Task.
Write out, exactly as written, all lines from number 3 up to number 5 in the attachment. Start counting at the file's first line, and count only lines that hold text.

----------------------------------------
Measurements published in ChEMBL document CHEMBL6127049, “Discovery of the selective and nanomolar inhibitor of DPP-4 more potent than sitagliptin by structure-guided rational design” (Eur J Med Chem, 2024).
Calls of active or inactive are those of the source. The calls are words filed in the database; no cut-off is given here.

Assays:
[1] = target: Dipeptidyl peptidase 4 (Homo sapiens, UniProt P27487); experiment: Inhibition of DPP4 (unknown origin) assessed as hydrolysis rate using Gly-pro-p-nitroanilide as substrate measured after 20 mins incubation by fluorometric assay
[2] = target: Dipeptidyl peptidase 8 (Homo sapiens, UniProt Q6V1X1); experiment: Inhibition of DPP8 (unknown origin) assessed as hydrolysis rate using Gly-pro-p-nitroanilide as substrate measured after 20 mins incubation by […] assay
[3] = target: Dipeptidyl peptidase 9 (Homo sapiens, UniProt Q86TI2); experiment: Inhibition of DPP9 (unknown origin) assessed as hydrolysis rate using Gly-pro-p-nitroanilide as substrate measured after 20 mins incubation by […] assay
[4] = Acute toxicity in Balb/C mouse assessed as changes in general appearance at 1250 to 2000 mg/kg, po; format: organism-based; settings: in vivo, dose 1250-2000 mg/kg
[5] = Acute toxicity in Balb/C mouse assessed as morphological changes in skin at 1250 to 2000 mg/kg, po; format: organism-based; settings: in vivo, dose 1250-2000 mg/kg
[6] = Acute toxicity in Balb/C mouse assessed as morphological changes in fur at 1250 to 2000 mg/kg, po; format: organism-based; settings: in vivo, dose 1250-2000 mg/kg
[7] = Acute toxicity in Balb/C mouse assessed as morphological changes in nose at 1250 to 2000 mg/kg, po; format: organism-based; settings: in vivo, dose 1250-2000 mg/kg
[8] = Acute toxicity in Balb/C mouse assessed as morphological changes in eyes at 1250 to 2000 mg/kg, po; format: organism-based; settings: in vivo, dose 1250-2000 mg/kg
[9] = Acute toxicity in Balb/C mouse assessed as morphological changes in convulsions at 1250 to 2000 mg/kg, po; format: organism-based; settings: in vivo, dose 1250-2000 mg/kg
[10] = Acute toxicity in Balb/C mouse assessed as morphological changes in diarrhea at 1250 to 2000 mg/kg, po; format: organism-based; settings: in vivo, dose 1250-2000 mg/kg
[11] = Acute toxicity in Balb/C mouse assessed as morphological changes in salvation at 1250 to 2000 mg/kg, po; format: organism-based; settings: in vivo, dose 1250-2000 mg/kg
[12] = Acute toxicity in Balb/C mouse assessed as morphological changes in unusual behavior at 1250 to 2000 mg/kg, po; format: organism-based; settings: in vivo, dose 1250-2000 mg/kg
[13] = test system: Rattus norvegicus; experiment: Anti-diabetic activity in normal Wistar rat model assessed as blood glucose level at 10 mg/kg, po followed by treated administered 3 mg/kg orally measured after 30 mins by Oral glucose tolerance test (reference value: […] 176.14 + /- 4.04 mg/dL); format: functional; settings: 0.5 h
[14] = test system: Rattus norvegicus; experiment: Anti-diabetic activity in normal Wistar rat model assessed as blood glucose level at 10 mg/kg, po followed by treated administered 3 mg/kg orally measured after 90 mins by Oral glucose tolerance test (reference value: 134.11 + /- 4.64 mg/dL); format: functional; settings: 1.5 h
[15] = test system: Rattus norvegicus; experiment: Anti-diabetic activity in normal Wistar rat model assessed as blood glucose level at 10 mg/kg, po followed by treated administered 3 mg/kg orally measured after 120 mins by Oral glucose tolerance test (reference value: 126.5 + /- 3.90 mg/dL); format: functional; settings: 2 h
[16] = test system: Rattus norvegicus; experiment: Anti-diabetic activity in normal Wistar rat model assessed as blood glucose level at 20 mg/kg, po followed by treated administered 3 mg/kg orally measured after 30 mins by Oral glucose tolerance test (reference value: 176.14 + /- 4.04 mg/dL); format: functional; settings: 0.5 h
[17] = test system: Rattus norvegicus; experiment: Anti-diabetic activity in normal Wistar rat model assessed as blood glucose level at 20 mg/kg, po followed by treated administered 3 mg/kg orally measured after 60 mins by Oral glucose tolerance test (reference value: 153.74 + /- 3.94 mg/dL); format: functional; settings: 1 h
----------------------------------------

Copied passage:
Assays:
[1] = target: Dipeptidyl peptidase 4 (Homo sapiens, UniProt P27487); experiment: Inhibition of DPP4 (unknown origin) assessed as hydrolysis rate using Gly-pro-p-nitroanilide as substrate measured after 20 mins incubation by fluorometric assay
[2] = target: Dipeptidyl peptidase 8 (Homo sapiens, UniProt Q6V1X1); experiment: Inhibition of DPP8 (unknown origin) assessed as hydrolysis rate using Gly-pro-p-nitroanilide as substrate measured after 20 mins incubation by […] assay